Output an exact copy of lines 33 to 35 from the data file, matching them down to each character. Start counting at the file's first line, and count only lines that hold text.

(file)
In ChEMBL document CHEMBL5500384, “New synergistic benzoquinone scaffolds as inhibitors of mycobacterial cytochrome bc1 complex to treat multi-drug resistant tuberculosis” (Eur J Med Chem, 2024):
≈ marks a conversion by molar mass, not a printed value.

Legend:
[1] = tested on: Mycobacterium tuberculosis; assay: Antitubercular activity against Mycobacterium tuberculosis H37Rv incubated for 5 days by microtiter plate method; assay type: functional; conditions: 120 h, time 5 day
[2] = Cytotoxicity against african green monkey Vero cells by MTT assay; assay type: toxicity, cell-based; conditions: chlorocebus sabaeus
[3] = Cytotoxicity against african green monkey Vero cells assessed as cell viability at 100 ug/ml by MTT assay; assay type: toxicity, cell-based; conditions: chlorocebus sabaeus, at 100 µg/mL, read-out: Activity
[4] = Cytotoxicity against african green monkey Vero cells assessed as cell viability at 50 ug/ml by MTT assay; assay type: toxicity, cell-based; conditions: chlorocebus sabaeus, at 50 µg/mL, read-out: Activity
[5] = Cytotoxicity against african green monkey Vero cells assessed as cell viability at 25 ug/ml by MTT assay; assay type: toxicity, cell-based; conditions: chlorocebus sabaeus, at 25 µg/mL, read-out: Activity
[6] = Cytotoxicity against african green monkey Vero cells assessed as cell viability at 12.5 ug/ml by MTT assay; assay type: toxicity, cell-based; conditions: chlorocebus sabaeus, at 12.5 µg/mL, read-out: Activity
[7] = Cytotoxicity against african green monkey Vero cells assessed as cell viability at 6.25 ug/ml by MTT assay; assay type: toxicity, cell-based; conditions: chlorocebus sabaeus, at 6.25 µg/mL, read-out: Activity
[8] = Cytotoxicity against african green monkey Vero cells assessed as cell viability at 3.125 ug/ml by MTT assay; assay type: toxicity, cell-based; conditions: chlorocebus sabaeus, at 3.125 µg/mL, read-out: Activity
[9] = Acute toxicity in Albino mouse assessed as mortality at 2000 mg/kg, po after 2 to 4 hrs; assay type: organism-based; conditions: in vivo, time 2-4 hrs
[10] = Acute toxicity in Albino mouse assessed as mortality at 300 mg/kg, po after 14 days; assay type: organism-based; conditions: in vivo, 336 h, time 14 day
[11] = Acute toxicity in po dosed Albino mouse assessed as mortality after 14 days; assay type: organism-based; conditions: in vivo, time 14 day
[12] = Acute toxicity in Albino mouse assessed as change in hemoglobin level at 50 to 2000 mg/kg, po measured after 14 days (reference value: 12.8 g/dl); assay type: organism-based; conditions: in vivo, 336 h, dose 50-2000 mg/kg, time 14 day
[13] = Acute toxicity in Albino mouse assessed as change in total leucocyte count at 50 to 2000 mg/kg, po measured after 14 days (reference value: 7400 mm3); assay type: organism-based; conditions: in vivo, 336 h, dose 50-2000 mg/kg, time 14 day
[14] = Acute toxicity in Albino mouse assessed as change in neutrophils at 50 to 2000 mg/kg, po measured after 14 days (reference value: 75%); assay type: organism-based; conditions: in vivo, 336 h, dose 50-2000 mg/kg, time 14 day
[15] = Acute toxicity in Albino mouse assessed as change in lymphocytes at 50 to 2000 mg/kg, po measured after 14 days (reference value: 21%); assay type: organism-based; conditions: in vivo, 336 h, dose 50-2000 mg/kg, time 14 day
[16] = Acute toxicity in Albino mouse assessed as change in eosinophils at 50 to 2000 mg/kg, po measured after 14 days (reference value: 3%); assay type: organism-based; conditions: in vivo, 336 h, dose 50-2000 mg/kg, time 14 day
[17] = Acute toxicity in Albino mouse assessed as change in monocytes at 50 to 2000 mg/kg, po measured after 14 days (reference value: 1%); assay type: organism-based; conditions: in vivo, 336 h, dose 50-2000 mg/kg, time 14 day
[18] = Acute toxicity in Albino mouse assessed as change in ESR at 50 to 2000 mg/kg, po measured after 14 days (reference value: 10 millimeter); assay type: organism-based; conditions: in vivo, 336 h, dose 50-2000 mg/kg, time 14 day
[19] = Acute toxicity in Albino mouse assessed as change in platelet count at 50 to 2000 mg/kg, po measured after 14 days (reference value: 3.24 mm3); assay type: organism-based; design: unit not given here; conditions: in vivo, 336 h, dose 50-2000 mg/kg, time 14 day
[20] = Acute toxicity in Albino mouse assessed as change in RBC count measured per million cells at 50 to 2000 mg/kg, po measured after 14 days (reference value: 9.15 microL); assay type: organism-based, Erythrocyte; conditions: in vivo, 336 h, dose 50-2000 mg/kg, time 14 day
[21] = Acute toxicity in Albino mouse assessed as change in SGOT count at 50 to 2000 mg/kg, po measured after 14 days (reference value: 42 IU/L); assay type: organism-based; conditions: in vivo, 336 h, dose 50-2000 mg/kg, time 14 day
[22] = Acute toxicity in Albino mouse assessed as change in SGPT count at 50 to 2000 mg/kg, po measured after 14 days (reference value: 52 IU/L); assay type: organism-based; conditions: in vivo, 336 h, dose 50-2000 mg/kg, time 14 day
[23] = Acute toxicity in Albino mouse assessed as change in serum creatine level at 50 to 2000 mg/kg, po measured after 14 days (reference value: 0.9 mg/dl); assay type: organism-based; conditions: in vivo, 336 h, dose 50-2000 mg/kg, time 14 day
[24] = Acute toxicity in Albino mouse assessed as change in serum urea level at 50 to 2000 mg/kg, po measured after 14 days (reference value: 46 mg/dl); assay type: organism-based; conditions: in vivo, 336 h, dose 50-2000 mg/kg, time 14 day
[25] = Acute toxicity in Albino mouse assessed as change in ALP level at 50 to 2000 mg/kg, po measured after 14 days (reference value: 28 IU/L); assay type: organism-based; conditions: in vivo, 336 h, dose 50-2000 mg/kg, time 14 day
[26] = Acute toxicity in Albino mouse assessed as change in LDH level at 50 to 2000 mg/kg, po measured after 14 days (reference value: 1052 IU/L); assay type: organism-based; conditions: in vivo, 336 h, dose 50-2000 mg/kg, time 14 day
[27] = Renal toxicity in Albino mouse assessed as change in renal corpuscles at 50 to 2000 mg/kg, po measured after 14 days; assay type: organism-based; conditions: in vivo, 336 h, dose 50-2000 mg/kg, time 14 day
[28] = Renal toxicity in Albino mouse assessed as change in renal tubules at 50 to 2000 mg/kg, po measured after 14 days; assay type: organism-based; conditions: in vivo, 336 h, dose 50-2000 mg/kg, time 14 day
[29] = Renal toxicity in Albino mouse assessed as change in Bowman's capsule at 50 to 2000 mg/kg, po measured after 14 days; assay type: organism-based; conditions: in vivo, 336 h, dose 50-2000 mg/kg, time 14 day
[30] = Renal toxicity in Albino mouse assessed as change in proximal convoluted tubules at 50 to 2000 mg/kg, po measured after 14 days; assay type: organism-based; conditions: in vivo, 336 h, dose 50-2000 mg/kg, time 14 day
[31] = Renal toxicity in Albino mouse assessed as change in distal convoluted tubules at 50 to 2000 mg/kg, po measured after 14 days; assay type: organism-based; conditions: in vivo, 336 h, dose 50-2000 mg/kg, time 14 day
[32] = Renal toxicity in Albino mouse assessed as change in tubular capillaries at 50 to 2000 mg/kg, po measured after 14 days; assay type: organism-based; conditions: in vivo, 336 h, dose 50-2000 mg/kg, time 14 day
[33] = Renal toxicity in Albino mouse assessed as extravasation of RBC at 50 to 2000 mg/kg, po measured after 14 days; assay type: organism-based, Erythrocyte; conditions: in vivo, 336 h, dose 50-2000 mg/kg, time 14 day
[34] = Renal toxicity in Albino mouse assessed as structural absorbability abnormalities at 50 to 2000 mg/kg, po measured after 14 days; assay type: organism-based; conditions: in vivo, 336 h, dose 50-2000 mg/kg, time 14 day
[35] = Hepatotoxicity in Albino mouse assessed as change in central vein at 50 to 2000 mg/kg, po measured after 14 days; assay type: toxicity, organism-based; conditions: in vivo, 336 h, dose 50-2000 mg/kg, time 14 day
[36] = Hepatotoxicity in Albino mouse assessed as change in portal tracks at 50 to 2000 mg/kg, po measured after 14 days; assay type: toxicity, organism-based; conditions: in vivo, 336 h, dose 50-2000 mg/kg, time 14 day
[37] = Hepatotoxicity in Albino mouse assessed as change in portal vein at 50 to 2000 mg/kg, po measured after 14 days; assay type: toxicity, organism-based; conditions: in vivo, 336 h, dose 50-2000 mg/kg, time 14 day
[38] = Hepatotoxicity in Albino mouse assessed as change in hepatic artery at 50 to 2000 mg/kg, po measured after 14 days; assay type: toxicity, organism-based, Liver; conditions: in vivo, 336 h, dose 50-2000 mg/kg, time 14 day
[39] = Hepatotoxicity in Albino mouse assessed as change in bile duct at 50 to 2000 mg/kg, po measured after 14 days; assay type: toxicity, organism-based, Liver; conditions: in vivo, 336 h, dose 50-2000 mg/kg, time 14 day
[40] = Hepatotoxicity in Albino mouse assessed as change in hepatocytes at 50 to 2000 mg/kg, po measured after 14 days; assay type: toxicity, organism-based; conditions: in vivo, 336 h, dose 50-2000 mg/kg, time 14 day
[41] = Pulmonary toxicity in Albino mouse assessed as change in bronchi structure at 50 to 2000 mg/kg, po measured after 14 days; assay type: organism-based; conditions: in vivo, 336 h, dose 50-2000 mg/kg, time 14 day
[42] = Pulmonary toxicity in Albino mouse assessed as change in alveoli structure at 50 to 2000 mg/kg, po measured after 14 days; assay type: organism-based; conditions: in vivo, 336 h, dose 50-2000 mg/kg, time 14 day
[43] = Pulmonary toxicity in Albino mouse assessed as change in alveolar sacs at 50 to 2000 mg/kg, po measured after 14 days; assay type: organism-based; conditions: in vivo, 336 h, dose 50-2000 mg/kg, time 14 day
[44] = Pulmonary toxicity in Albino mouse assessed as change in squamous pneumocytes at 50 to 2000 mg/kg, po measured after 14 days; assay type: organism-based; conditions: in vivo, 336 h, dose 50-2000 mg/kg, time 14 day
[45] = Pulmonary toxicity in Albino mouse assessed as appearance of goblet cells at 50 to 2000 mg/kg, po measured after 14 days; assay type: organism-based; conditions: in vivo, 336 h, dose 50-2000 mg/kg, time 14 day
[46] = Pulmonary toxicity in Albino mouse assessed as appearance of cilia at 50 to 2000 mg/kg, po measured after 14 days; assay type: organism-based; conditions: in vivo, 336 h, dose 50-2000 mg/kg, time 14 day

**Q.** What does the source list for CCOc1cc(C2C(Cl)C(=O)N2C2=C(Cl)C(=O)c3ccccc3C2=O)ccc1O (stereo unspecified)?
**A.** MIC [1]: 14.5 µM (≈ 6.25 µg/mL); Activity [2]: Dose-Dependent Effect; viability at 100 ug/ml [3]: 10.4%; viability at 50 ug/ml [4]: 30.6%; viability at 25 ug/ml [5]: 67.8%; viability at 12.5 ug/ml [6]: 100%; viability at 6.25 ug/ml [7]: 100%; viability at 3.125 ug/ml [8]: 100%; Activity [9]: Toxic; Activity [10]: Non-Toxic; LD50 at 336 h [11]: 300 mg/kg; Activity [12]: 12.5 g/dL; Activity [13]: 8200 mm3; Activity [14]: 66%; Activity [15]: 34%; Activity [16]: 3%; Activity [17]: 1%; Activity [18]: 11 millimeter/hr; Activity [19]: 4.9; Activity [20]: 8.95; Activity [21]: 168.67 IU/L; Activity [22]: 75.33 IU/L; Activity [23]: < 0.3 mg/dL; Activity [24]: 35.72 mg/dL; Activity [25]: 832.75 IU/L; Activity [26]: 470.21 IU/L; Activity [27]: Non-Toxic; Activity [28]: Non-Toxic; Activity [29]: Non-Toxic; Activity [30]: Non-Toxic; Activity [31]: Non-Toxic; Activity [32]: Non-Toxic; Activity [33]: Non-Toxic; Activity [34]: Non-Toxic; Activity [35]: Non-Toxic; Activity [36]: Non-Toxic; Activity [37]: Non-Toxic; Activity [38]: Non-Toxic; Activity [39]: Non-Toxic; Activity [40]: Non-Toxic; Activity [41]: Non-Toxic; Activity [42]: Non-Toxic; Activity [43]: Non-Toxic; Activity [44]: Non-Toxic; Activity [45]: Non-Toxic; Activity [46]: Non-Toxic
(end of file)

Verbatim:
[30] = Renal toxicity in Albino mouse assessed as change in proximal convoluted tubules at 50 to 2000 mg/kg, po measured after 14 days; assay type: organism-based; conditions: in vivo, 336 h, dose 50-2000 mg/kg, time 14 day
[31] = Renal toxicity in Albino mouse assessed as change in distal convoluted tubules at 50 to 2000 mg/kg, po measured after 14 days; assay type: organism-based; conditions: in vivo, 336 h, dose 50-2000 mg/kg, time 14 day
[32] = Renal toxicity in Albino mouse assessed as change in tubular capillaries at 50 to 2000 mg/kg, po measured after 14 days; assay type: organism-based; conditions: in vivo, 336 h, dose 50-2000 mg/kg, time 14 day